Karkotaka Empire




Karkotaka Empire:

Among the dynasties that ruled in Kashmir, the Karkotaka dynasty (7-9th century C.E.) is mentioned by Yuan Chwang. He had been to Kashmir when he had visited India. Detailed information regarding this dynasty is found in Kalhan's Rajatarangini. Durlabhavardhan was the founder of the Karkotaka dynasty. His empire extended from Narmada to Tibet. The reign of Lalitaditya (Muktapeed, 724-760 C.E.), the grandson of Durlabhavardhan, is noteworthy. He is credited with two victorious expeditions (Digvijaya). He drove away many foreign tribes on the northern borders of Kashmir, especially the region in the Amudarya basin. It included the Tukhar (Turks) as well. He conquered the regions from Avanti in the north up to Pragiyotishpur (Assam). He conquered Tibet with the help of Yashovarma, the king of Avanti (Kanauj). After conquering the regions up to the Kaveri river in the south, he crossed the seas and reached the land beyond (Shri Lanks). This is mentioned by Kalhan, which suggests that Lalitaditya had extended his empire from Tibet in the north to the river Kaveri in the south. Lalitaditya's empire is comparable to the Gupta empire. Lalitaditya was a devotee of Vishnu. He built the Martand temple. He set up the city of Lalitpur. Latpur, situated on the banks of river Jhelum, might be the ancient Lalitpur. He built Buddhist Viharas at Hushkapur (Ushkur).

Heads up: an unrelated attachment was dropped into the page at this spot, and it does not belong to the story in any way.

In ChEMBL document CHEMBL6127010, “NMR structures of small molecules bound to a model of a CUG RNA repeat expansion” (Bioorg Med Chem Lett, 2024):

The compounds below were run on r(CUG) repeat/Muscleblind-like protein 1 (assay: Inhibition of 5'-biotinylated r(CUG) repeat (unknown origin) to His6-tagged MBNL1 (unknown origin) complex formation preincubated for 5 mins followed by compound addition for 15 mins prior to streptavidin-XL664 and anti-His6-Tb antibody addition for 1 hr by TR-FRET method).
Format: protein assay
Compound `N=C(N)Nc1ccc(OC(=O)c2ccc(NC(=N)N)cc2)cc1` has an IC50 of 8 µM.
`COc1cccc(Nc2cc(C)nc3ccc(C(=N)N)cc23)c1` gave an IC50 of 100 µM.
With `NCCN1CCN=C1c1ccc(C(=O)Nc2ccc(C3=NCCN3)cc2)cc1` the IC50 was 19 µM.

The strongest ruler of the dynasty was Lalitaditya. Some of the main conquests he made were up to Bengal that made Kashmir the most powerful kingdom after the time of The Guptas. The Martand temple in the Anantnag district of today’s Kashmir preserves the memory of King Lalitaditya. These details are described in the Rajtanagini of Kalhana. During his reign, he encouraged the developments in the fields of art and architecture. His capital Parihaspur had four temples at the time, tons of gold, silver, copper, and brass were used to decorate the temples. There are many sculptors of Buddha’s were excavated, also the rule experienced the widespread of Hinduism and Buddhism. Karkota rule was at its peak during the reign of Lalitaditya, but unfortunately, the dynasty was proceeded by weak rulers which were not capable to unite the scattering kingdom after the death of Lalitaditya. They lost the glory of the kingdom and the dynasty was replaced by Utpala Dynasty.

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